No snow's a drag but the party goes on

Staff at water-soaked Southern Lakes skifields were assessing the damage yesterday after heavy rain washed away some of the district's sparse snow cover.

Rain closed Coronet Peak in Queenstown and Wanaka's Cardrona Alpine Resort yesterday and set back opening prospects for Treble Cone, Snow Farm and the Remarkables ski areas.

However, a northwesterly change could bring snow to the mountains today and tomorrow.

Coronet Peak ski area manager Ross Copland said yesterday's closure was the result of rain on Tuesday night and yesterday morning that had ''saturated'' its snow base.

The trails had to be left undisturbed so the rain could drain out, but groomers were expected back on the slopes last night to prepare for reopening today, Mr Copland said.

The ski area's last substantial snowfall was 4cm on June 9, but snow was forecast down to 1200m today and 1000m tomorrow, and he expected snow-making to resume after being on hold for two days.

Fresh snow would set up the ski area for its first weekend of night skiing, which started tomorrow at 4pm.

The rain was ''not all that unseasonable'', he said.

''We are just at the crossover point where it's getting colder.''

Rain has also affected the Queenstown Winter Festival - among other ways - slowing 16 ''queens'' running in high heels in yesterday's drag race.

The race at Earnslaw Park changed from going hard and fast on grass, to being judged on overall performance on a plastic surface.

With four days remaining in the festival, director Lisa Buckingham said staff were assessing events daily, including Coronet Peak's Mountain Mayhem, planned for Saturday and the Slopestyle Invitational, to have been held at the Remarkables on Sunday.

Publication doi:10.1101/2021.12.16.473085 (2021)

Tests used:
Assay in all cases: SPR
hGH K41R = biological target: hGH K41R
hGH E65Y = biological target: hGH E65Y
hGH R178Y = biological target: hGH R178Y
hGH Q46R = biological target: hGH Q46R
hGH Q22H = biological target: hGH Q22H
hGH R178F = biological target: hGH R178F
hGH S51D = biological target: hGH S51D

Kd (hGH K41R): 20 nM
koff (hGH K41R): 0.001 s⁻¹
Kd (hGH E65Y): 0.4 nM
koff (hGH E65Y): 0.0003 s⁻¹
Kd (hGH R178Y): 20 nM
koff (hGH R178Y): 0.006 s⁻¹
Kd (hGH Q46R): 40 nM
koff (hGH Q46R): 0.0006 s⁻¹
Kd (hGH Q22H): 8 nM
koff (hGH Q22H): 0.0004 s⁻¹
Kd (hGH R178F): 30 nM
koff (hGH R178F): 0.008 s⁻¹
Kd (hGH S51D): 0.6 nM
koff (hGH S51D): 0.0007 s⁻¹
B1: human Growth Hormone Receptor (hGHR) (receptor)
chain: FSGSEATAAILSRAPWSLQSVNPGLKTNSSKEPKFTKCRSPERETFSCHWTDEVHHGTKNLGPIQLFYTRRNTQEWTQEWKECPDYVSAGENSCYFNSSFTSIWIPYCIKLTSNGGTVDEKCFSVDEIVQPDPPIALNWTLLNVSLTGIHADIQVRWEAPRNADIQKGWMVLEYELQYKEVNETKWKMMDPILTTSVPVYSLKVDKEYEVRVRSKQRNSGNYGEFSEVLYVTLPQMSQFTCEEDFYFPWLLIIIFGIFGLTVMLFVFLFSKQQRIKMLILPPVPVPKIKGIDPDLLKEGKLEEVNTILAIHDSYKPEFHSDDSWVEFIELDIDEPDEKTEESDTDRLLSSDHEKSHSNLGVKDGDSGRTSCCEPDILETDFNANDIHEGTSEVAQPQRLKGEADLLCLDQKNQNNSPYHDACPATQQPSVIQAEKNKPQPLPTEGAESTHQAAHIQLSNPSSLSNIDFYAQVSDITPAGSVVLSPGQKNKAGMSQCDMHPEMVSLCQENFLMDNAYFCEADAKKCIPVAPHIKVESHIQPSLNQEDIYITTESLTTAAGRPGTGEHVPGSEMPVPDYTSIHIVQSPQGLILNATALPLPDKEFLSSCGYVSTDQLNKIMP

''We are planning for everything to go ahead, but obviously, we're reliant on the weather gods,'' she said.

Remarkables ski area manager Ross Lawrence said the field had lost about 5cm from its trails.

Outlying areas that previously had a dusting of snow were now ''pretty bare'', Mr Lawrence said.

''You can get rain any time, and this time around, because we're still waiting for snow, it's had quite an impact.''

After a summer of major development including a new six-seater chairlift, new trails and the sealing of 4km of access road, it was a case of ''waiting for Mother Nature to help us along''.

''Realistically, we need a good 30cm of snow to blanket the place.''

Ski area staff were remaining positive.

''They are all keen and motivated, and we are looking after them with activities.''

In Wanaka, Treble Cone's planned opening today has been delayed ''for a couple of days'' as a result of the rainfall, the skifield's marketing and sales manager Nick Noble said.

''The lower Home Basin got knocked around a bit.''

A revised opening date was not yet confirmed and would depend on how much snow fell in the next few days.

''There's a fair bit of snow in the forecast for the coming week so, hopefully, it's not too far away.''

A decision will be made today on whether Snow Farm will be able to open on Saturday, based on what the weather produced last night.

A lack of snow delayed the cross-country skifield's original opening date of June 21 and the situation was looking uncertain for the weekend, too, newly appointed operations manager Andy Pohl said.

''The rain has certainly done some damage that's for sure ...

''We were hoping that this was going to come through as snow but it's come through as rain so it's certainly softened up our trails.''

Staff at Cardrona Alpine Resort - which opened as scheduled last Friday with limited facilities but closed yesterday - would not know the full extent of the rain's impact until this morning, sales and marketing manager Nadia Ellis said.

''We will give the snow pack a chance to drain ... and then at that point we'll be able to assess what the damage is.

''At the moment, we're just taking it day by day because the forecast seems to be changing quite rapidly.''

MetService meteorologist Rob Kerr said about 11mm of rain fell in the Queenstown area yesterday morning. The warm northerly air flow that had brought the rain would be replaced by a cold front with not a lot of moisture, Mr Kerr said.

However, snow-making was a possibility, with the freezing level expected to fall to 1200m by the end of the week, he said.